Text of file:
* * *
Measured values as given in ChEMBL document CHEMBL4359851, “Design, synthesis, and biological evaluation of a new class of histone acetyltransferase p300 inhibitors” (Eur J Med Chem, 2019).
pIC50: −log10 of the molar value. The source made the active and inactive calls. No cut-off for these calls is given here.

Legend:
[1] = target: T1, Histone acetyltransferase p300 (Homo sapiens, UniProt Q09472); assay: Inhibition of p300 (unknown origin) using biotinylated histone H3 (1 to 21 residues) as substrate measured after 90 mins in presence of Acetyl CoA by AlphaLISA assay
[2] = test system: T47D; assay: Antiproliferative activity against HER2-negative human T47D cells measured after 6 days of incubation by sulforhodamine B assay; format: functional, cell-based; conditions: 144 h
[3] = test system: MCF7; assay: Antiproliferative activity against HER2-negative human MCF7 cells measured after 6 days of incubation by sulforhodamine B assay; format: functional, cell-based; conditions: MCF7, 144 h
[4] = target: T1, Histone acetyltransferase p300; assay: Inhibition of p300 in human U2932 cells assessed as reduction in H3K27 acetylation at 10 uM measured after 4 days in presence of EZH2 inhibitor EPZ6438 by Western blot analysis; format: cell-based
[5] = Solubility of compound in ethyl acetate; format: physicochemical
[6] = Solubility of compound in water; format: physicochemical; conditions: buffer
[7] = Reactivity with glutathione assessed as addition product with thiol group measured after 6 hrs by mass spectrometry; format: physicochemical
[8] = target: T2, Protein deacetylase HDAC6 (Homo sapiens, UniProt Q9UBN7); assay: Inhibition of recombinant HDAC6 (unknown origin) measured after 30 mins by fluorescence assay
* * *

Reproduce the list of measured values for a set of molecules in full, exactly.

Measured values as given in ChEMBL document CHEMBL4359851, “Design, synthesis, and biological evaluation of a new class of histone acetyltransferase p300 inhibitors” (Eur J Med Chem, 2019).
pIC50: −log10 of the molar value. The source made the active and inactive calls. No cut-off for these calls is given here.

Legend:
[1] = target: T1, Histone acetyltransferase p300 (Homo sapiens, UniProt Q09472); assay: Inhibition of p300 (unknown origin) using biotinylated histone H3 (1 to 21 residues) as substrate measured after 90 mins in presence of Acetyl CoA by AlphaLISA assay
[2] = test system: T47D; assay: Antiproliferative activity against HER2-negative human T47D cells measured after 6 days of incubation by sulforhodamine B assay; format: functional, cell-based; conditions: 144 h
[3] = test system: MCF7; assay: Antiproliferative activity against HER2-negative human MCF7 cells measured after 6 days of incubation by sulforhodamine B assay; format: functional, cell-based; conditions: MCF7, 144 h
[4] = target: T1, Histone acetyltransferase p300; assay: Inhibition of p300 in human U2932 cells assessed as reduction in H3K27 acetylation at 10 uM measured after 4 days in presence of EZH2 inhibitor EPZ6438 by Western blot analysis; format: cell-based
[5] = Solubility of compound in ethyl acetate; format: physicochemical
[6] = Solubility of compound in water; format: physicochemical; conditions: buffer
[7] = Reactivity with glutathione assessed as addition product with thiol group measured after 6 hrs by mass spectrometry; format: physicochemical
[8] = target: T2, Protein deacetylase HDAC6 (Homo sapiens, UniProt Q9UBN7); assay: Inhibition of recombinant HDAC6 (unknown origin) measured after 30 mins by fluorescence assay